The Flamant was developed as a light transport and multi-engine trainer directly after the Second World War. It made its maiden fl ight on the 6th of July 1947. A total of 314 aircraft were produced until 1954.
The French government had asked Dassault to split production up between several sites: The fuselage was manufactured in Toulouse, the wings in Nantes and Rochefort, the centre wing box in Bourges and the fi n and horizontal tail plane in Tarbes, with final assembly taking place in Mérignac.
Besides the pilot trainer MD-312, a navigation trainer (MD-311, distinguishable by its glazed nose) and a light transport designated MD-315 were delivered. The transport aircraft mainly saw service in France’s overseas colonies where some aircraft were equipped with light arms for ground attack, and assisted in the combat testing of guided air-to-ground missiles.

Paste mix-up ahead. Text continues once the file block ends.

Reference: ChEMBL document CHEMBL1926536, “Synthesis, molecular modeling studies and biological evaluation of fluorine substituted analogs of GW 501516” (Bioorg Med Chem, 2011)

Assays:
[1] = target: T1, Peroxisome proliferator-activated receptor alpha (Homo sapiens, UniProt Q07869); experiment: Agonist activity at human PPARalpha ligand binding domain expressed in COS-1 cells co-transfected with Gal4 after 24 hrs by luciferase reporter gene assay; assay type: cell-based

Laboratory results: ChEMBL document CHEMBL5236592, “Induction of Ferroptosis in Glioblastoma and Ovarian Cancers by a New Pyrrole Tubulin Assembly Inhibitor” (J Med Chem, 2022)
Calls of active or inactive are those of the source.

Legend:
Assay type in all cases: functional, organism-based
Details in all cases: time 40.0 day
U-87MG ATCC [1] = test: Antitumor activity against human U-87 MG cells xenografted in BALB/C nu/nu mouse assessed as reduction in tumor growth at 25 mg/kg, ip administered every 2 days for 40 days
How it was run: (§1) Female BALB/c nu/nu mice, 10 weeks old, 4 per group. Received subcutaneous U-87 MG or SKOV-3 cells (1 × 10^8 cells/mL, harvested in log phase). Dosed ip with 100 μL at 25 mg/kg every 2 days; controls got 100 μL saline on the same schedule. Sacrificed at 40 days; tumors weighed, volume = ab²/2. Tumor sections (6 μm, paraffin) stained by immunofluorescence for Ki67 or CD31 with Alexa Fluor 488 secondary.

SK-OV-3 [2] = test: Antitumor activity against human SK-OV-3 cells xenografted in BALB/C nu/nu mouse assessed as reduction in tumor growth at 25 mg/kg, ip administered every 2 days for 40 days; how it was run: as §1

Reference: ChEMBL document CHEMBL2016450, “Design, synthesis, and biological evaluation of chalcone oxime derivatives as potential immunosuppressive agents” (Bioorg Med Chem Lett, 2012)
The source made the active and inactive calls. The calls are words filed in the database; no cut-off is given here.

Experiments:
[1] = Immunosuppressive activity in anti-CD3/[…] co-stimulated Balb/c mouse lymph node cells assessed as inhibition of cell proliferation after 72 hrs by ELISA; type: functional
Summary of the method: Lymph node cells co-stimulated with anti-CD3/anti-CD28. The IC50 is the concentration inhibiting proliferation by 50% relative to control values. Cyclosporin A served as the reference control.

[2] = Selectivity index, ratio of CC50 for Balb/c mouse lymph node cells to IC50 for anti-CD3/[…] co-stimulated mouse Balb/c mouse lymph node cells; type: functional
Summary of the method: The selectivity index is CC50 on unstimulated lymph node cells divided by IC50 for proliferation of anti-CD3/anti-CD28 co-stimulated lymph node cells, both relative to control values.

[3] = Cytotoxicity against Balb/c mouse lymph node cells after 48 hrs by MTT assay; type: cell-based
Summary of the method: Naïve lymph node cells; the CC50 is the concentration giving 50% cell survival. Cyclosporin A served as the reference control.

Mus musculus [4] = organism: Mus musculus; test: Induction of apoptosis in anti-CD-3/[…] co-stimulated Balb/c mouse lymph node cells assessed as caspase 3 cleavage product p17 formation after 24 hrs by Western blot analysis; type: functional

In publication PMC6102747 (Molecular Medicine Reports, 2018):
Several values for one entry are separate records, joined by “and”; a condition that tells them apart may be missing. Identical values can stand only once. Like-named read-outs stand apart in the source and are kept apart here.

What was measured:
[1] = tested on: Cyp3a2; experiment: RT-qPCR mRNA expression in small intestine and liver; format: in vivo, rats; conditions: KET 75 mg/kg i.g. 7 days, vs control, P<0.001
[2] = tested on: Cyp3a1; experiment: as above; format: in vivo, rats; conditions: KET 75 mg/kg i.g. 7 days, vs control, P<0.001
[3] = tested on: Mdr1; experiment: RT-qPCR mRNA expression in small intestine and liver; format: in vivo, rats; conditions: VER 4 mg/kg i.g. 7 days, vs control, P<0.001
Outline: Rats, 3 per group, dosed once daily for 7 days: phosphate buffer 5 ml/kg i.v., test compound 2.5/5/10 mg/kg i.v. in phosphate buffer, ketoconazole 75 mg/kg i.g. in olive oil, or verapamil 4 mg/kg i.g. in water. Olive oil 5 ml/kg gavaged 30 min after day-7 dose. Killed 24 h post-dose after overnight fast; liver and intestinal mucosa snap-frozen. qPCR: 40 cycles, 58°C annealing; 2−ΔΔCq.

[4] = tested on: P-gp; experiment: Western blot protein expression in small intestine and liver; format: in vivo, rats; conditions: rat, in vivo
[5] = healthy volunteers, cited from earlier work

Many MD-312s were based at Toulouse-Francazal air base until their retirement in 1981. During its service life, the Flamant proved to be so robust that Dassault never managed to sell a replacement aircraft to the French Air Force).
|Empty weight||5,1 t|
|Maximum takeoff weight||6,4 t|
|Range||1 500 km|
|Engine||2 Renault 12 T|
Our Flamant arrived in 1983 in airworthy condition from Avord Air Base. We started the restoration a few years ago. Until now, the engines and the cabin have been restored, with work ongoing on the rear fuselage.